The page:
To achieve this Sucharita Mulpuru, chief retail strategist at Shoptalk, recommends thinking about high touch and low touch interactions with consumers in different ways. “Paying for your transaction needn’t be high touch. Even high-end hotels let you check out on your own, so self-checkout in stores shouldn’t be a foreign concept. That said, luxury will still need people in stores to greet people, to share the stories of the brand and the products, to manage exceptions and problems with transactions, etc. but for straightforward transactions, there is no reason that self-checkout shouldn’t be an option.”

Part of the issue, is that what a self-checkout looks like itself isn’t overly luxurious. “The form factor and execution will be critical. It would be silly to have a kiosk that looks like something you’d find at an airport, but if customers can check out on their own phones (like the Apple Stores allow), that could be the right approach,” Mulpuru adds.

Amazon Go operates on the basis of turnstiles similar to those found in the subway, which permit entry into the space once your Amazon app has been swiped. Uri Minkoff doesn’t imagine this will translate overly well to a high-end fashion store, but he does see the idea of more seamless automated transactions enabled in other ways in the future, so customers can similarly just walk out. “We’re already working on a next iteration that would make it even more seamless than it already is,” he explains. “I still think when dealing with items that are hundreds or thousands of dollars, then there’s got to be a security element to it. In a grocery setting, where an item, is a dollar or two, it’s different, but maybe through technology like facial recognition we will get there.”

Indeed, there’s no reason down the line why a luxury retail experience shouldn’t also include automatically identifying consumers (through facial recognition, or their phones, on an opt-in basis) when they enter the store in order to tailor service personally to them.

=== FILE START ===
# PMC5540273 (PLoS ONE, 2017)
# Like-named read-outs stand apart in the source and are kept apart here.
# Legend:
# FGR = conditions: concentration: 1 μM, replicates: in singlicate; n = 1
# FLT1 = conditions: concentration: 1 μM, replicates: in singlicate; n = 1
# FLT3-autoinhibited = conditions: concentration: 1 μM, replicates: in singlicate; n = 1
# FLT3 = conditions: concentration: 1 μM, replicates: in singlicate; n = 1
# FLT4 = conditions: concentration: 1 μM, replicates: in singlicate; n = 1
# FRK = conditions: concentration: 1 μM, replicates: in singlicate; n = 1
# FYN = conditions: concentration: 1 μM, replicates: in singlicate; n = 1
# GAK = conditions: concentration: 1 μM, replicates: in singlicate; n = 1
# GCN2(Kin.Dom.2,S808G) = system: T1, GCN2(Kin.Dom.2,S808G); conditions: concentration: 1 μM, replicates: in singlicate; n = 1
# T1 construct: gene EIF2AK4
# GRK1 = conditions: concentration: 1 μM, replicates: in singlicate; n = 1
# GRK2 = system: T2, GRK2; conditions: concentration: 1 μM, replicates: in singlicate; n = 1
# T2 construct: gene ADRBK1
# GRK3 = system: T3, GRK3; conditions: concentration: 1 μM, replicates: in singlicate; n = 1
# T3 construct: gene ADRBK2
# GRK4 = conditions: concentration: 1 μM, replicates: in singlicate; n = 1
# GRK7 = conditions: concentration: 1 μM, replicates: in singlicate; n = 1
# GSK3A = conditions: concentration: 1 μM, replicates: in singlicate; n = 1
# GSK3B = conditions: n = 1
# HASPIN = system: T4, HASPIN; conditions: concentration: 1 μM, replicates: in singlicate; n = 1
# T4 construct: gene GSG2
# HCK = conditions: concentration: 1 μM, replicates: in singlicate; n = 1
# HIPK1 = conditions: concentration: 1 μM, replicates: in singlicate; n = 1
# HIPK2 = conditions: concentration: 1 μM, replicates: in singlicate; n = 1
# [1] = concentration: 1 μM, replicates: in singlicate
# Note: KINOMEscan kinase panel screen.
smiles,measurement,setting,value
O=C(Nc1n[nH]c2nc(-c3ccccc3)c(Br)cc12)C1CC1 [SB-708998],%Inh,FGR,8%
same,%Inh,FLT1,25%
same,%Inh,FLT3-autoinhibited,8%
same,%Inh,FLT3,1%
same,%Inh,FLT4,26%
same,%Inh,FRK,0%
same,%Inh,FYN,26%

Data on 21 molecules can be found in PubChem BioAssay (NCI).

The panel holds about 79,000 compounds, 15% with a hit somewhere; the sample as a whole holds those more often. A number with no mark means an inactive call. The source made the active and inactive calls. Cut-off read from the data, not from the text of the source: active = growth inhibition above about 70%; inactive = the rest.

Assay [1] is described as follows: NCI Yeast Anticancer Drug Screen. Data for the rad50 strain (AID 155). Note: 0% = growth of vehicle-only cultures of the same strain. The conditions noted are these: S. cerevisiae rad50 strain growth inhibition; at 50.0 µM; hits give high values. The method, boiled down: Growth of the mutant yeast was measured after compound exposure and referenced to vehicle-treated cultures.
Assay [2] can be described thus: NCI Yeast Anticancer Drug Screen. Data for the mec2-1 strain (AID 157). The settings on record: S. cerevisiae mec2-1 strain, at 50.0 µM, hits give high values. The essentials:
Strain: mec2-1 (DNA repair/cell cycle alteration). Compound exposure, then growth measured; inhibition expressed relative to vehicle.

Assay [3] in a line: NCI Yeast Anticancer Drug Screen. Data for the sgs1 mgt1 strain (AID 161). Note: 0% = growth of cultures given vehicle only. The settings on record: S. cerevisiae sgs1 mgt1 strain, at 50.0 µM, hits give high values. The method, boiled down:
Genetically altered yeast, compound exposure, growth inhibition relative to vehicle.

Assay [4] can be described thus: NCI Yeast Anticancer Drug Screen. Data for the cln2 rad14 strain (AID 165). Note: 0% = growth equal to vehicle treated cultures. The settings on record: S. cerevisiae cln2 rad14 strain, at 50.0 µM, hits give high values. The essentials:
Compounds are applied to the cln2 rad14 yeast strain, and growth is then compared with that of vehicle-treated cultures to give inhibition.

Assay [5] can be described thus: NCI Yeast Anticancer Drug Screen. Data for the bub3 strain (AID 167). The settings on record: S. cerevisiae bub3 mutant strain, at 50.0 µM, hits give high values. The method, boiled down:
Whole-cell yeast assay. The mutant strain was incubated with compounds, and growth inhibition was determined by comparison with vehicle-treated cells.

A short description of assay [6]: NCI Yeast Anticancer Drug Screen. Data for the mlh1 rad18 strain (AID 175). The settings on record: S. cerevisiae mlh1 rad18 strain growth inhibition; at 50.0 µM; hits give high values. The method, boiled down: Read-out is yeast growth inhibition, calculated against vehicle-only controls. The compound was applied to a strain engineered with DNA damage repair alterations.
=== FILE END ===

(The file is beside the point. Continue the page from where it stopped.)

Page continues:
Andjelic suggests a layer of artificial intelligence is what will then make all the difference for luxury retailers adopting some level of automation at the checkout stage. “There’s tons that AI can do for luxury fashion when it comes to luxury stores as POS, and is all going to revolve around low-value interactions (like filling out one’s billing address) being outsourced to AI and high-value interactions (like white-glove customer service) belonging to humans. High-end fashion stores would definitely want to make the checkout process as seamless, efficient and convenient as possible, and AI will have a big role in that but more on the back-end side… What can we outsource to technology that is going to help us to have a better one-on-one personal relationship with our customers?”

John Vary, head of innovation at UK department store John Lewis, similarly imagines a future where in fact what we have is automation alongside human interaction to maintain a sense of luxury as far as fashion is concerned. He believes the result will be an enhancement of the customer experience, thanks to technology.

“We are moving to ‘intelligence amplification’ through the creation of intelligent artificial systems resulting in humans having extended ability to provide better services and solutions for customers,” he explains. “The rapid evolution of technology, such as computer vision and machine learning is enabling retailers to curate end-to-end customer journeys built for convenience and connectivity. Having a hybrid model is essential, and the next natural step in the adoption and evolution of these behaviors and the successful convergence of digital and human centered experiences.”

As Minkoff concludes: “We’re in a period of radical change, and the old way over the last 100 years of going to market, being based on a busy street and having good product, no longer cuts it alone. Some brands are slow to adopt, for some [such new technology] just doesn’t work, but either way, change is inevitable and we prefer to be at front of the pack than the back.”

This post first appeared on Forbes